The recent book I finished reading was Manila Noir, a collection of 14 noirish short stories that paint various black realities that happened (and likely still happening) in the City of Manila, the capital of my country, the Philippines. Edited by Filipino novelist Jessica Hagedorn, the collection displays a throbbing vein of bleak existence that densely populated cities like Manila cannot seem to shake off.
Like in most cities, the rapid economic growth in Manila comes with a price; it leaves behind many poor people who believed in the city as a greener pasture. Yet they struggle to live, to survive, to catch up. Others turn to drugs, sex, and bribes to live through one more day. The 14 writers in Manila Noir succeed in portraying them as cynical characters who dream and scheme their way to greatness...or degradation. Mostly degradation.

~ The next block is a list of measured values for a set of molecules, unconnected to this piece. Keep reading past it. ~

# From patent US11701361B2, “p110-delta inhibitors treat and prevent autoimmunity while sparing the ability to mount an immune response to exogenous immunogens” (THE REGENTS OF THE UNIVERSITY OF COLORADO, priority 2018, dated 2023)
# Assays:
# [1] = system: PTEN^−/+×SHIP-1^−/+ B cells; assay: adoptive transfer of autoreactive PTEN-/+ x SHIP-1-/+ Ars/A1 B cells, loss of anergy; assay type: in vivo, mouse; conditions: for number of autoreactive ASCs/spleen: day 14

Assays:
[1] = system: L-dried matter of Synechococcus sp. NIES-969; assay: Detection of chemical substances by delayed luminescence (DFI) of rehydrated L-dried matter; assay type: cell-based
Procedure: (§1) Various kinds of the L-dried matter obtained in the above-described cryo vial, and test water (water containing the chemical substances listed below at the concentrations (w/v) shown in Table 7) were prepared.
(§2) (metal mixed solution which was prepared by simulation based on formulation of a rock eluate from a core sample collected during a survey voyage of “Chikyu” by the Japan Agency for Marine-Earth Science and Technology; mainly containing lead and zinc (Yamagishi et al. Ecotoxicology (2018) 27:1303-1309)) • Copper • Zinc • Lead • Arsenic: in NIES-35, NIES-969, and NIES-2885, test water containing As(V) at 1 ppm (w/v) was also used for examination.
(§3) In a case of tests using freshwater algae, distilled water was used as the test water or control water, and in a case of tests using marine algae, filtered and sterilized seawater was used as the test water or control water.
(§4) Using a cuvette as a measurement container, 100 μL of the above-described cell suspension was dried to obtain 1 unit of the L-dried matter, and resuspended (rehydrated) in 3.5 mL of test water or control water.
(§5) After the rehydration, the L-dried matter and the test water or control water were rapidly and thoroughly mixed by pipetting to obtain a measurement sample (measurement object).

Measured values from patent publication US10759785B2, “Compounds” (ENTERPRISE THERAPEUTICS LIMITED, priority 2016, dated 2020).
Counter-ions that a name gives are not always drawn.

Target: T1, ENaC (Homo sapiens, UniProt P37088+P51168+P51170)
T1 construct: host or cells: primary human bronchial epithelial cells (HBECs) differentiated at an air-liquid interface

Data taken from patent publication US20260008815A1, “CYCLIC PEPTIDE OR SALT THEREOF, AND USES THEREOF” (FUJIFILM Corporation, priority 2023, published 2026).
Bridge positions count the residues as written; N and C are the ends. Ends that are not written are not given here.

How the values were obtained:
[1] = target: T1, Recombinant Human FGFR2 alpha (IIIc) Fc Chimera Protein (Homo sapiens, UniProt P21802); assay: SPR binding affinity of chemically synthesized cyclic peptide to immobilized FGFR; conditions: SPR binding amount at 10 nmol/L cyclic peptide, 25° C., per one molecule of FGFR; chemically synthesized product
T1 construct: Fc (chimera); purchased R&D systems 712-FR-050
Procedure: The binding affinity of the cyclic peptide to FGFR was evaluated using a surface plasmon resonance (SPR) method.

This led me to the question: What is noir? The word only brought to my mind the American crime film Sin City. Noir, I’ve checked Merriam-Webster dictionary, refers to crime fiction that features “hard-boiled cynical characters and bleak sleazy settings.” Once I understood that, I appreciated Manila Noir with a different perspective, my memories of the days from when I was a news reporter resurfaced.